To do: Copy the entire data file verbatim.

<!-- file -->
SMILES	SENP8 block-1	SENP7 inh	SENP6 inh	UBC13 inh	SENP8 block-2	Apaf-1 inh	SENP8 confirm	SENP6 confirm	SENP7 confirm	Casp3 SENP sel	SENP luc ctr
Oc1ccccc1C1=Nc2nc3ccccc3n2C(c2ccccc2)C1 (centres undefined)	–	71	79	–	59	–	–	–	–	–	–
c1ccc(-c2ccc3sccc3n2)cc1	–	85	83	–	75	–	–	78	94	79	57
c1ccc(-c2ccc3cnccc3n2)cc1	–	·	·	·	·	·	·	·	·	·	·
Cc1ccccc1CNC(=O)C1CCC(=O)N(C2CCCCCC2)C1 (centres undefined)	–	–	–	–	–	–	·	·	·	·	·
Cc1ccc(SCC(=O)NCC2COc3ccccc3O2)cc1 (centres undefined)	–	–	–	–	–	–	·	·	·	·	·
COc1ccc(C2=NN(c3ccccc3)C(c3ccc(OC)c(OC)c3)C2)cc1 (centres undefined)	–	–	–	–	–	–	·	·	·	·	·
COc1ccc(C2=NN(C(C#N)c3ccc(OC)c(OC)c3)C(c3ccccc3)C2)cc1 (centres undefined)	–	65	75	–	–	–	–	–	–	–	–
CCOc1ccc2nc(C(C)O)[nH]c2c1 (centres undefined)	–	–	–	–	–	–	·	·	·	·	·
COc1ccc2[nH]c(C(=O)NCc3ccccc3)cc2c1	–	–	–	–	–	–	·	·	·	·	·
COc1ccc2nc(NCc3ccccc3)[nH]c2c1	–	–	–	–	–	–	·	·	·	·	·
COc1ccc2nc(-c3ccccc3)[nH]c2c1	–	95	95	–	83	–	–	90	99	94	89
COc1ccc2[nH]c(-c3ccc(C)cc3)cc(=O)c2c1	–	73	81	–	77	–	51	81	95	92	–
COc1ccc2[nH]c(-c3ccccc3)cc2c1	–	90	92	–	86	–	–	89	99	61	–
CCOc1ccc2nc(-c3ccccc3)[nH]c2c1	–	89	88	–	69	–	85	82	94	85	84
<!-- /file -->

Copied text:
SMILES	SENP8 block-1	SENP7 inh	SENP6 inh	UBC13 inh	SENP8 block-2	Apaf-1 inh	SENP8 confirm	SENP6 confirm	SENP7 confirm	Casp3 SENP sel	SENP luc ctr
Oc1ccccc1C1=Nc2nc3ccccc3n2C(c2ccccc2)C1 (centres undefined)	–	71	79	–	59	–	–	–	–	–	–
c1ccc(-c2ccc3sccc3n2)cc1	–	85	83	–	75	–	–	78	94	79	57
c1ccc(-c2ccc3cnccc3n2)cc1	–	·	·	·	·	·	·	·	·	·	·
Cc1ccccc1CNC(=O)C1CCC(=O)N(C2CCCCCC2)C1 (centres undefined)	–	–	–	–	–	–	·	·	·	·	·
Cc1ccc(SCC(=O)NCC2COc3ccccc3O2)cc1 (centres undefined)	–	–	–	–	–	–	·	·	·	·	·
COc1ccc(C2=NN(c3ccccc3)C(c3ccc(OC)c(OC)c3)C2)cc1 (centres undefined)	–	–	–	–	–	–	·	·	·	·	·
COc1ccc(C2=NN(C(C#N)c3ccc(OC)c(OC)c3)C(c3ccccc3)C2)cc1 (centres undefined)	–	65	75	–	–	–	–	–	–	–	–
CCOc1ccc2nc(C(C)O)[nH]c2c1 (centres undefined)	–	–	–	–	–	–	·	·	·	·	·
COc1ccc2[nH]c(C(=O)NCc3ccccc3)cc2c1	–	–	–	–	–	–	·	·	·	·	·
COc1ccc2nc(NCc3ccccc3)[nH]c2c1	–	–	–	–	–	–	·	·	·	·	·
COc1ccc2nc(-c3ccccc3)[nH]c2c1	–	95	95	–	83	–	–	90	99	94	89
COc1ccc2[nH]c(-c3ccc(C)cc3)cc(=O)c2c1	–	73	81	–	77	–	51	81	95	92	–
COc1ccc2[nH]c(-c3ccccc3)cc2c1	–	90	92	–	86	–	–	89	99	61	–
CCOc1ccc2nc(-c3ccccc3)[nH]c2c1	–	89	88	–	69	–	85	82	94	85	84